Inquirer Editorial: Wind energy’s survival could depend on PTC

Gamesa has grown by leaps, building wind-power equipment and wind farms that generate 40 percent of the state’s wind power – all while relying on domestic suppliers for an increasingly large share of its components.

But the planned cutbacks at Gamesa, reflecting similar layoffs at wind-energy firms across the country, stem from the uncertainty over continuing a 20-year policy of providing a 2.2 cents-per-kilowatt-hour tax credit for generating electricity with large-scale wind turbines.

In the Philadelphia region, the rebirth of the defunct U.S. Steel site in Bucks County makes the best case for winning the high-stakes gamble being played out in Congress over extending vital, government incentives for developing wind-energy systems.

It’s at the old Fairless Works that the Spanish turbine manufacturer Gamesa has employed hundreds of people, and where predicted layoffs affecting 20 percent of the firm’s Pennsylvania workforce would hit hard.

A Gamesa wind turbine has been installed at the National Renewable Energy Laboratory´s center near Boulder, Colo.
A Gamesa wind turbine has been installed at the National Renewable Energy Laboratory’s center near Boulder, Colorado.

Without a year-end renewal of the so-called production tax credit, orders will dry up for projects that typically take 18 months to develop. Wind-energy trade officials contend that as many as half the 75,000 jobs supported by U.S. wind-energy production are at stake.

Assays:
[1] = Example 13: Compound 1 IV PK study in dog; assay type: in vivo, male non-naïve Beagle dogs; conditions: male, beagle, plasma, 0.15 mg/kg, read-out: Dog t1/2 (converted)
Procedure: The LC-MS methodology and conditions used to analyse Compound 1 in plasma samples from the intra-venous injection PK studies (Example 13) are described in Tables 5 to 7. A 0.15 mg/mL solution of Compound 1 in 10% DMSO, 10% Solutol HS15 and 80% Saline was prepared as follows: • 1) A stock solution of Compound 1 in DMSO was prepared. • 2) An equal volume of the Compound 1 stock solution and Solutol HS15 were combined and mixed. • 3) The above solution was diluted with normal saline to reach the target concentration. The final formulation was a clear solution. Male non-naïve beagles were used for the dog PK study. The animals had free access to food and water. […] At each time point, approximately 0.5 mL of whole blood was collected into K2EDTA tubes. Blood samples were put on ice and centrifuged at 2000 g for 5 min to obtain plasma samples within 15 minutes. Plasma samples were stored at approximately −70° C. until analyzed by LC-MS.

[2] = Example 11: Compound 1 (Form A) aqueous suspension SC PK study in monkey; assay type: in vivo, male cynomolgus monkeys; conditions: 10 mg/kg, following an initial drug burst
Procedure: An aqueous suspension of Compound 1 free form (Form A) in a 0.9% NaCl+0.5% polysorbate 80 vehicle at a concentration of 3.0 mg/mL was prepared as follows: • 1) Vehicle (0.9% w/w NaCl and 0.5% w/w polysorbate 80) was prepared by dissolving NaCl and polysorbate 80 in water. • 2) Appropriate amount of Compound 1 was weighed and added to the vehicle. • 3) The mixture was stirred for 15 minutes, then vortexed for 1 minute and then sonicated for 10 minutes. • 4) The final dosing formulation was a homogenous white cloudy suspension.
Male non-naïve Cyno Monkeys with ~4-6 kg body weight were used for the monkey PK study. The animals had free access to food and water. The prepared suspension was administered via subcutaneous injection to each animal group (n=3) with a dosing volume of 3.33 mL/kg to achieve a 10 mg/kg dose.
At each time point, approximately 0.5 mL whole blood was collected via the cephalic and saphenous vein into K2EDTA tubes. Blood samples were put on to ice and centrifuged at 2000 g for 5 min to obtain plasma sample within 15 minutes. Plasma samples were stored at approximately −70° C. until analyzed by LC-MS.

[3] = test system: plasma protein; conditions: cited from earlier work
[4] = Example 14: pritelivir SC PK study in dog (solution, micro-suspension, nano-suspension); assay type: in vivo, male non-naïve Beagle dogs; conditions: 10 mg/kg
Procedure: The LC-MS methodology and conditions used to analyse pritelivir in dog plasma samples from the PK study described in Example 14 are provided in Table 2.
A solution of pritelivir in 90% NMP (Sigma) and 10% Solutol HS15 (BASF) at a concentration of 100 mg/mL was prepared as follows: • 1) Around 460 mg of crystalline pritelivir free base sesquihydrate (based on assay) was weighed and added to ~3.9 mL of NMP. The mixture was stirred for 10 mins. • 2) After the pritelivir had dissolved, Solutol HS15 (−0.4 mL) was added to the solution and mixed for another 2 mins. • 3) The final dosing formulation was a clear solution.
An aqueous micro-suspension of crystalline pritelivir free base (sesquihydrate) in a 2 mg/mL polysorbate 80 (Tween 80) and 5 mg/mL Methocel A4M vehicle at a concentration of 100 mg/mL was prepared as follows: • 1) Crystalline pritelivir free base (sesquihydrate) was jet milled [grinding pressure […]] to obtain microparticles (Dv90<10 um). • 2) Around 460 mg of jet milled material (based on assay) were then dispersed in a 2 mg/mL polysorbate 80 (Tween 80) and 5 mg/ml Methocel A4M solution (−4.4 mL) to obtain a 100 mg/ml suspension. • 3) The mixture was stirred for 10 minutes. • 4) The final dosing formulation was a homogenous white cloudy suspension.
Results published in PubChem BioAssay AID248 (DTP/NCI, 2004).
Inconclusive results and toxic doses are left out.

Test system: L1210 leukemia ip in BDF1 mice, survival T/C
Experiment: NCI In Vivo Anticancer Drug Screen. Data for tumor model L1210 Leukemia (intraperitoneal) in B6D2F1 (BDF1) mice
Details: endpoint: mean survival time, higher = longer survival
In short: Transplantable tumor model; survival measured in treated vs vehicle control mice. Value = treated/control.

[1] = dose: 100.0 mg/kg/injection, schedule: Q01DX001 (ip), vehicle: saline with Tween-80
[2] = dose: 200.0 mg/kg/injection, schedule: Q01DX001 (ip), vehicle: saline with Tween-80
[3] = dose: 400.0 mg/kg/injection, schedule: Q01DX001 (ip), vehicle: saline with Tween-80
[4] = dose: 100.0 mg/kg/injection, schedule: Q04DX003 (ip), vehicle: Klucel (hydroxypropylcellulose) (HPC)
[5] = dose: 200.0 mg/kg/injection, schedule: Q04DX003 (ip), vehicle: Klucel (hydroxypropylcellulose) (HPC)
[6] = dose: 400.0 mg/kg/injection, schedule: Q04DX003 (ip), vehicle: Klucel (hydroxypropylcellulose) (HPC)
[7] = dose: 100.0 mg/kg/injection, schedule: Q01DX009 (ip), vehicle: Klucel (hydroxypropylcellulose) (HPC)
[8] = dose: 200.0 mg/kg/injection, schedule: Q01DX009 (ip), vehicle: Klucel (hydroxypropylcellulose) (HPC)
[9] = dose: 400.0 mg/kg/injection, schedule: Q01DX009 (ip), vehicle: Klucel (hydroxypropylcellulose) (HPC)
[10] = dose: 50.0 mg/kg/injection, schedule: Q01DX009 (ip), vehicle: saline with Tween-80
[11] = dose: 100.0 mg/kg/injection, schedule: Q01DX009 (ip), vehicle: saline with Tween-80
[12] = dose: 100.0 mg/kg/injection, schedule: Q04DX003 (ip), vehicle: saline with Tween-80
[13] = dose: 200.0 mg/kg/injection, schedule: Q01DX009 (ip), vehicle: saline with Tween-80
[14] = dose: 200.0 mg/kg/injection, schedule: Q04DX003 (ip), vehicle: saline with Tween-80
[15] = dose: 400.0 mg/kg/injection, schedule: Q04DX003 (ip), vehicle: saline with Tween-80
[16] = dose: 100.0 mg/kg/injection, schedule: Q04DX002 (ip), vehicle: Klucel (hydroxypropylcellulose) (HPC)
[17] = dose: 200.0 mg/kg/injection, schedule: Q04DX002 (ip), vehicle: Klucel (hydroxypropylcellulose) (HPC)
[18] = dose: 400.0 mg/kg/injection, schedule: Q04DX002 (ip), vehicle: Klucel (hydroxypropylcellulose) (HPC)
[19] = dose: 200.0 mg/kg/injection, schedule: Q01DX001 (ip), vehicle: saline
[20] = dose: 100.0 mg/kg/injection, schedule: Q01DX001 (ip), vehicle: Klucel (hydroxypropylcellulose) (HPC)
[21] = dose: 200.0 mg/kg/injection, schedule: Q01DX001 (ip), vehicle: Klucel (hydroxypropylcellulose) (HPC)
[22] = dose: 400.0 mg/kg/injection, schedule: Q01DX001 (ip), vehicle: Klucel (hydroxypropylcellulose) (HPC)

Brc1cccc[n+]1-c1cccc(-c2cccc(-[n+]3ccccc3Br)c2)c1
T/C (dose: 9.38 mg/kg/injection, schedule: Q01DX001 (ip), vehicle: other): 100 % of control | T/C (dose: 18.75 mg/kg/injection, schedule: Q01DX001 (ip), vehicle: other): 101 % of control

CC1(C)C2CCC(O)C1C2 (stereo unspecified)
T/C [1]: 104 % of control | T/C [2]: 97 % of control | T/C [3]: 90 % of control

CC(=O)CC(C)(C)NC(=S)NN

Given so much campaign rhetoric about jobs, it’s an irony of the present election-year gridlock in Washington that there’s bipartisan support to renew the tax credit.

In Bucks, U.S. Rep. Mike Fitzpatrick (R., Pa.) has been a supporter of wind energy, even bucking some in his party who are leery about tax breaks in general. And it was with cheerleading from the administration of former Democratic Gov. Ed Rendell that Gamesa set up shop on the steel mill grounds.

Despite an expectation that a lame-duck Congress will get around to doing the smart thing to keep wind power competitively priced, however, there’s uncertainty.

Some opposition to the tax credit stems from purely ideological reasons. Yet claims such as one by a House Republican that “citizens are asked to bear all the risks and gain none of the rewards” from such incentives are simply off the mark.

The wind tax credit only kicks in when utilities generate and sell wind-generated electricity, sales that themselves produce revenues for the treasury. That makes a far more sure thing than controversial federal aid, such as the loan guarantees provided to a California solar-cell manufacturer that went bust last year.

The tax credit’s cost would be around $5 billion over the span of a decade. Meanwhile, wind power will help utilities deliver the increasing mix of clean energy being mandated by many states and their environmentally conscious customers.

Indeed, like solar and other renewable forms of generation, wind power can help cut pollution otherwise generated even by relatively clean natural gas and, certainly, from coal-fired power plants.

Of course, there are critics who say wind power will have to stand on its own some day. But with the nation’s reliance on wind power standing at only 3 percent – far below potential – that day has not arrived.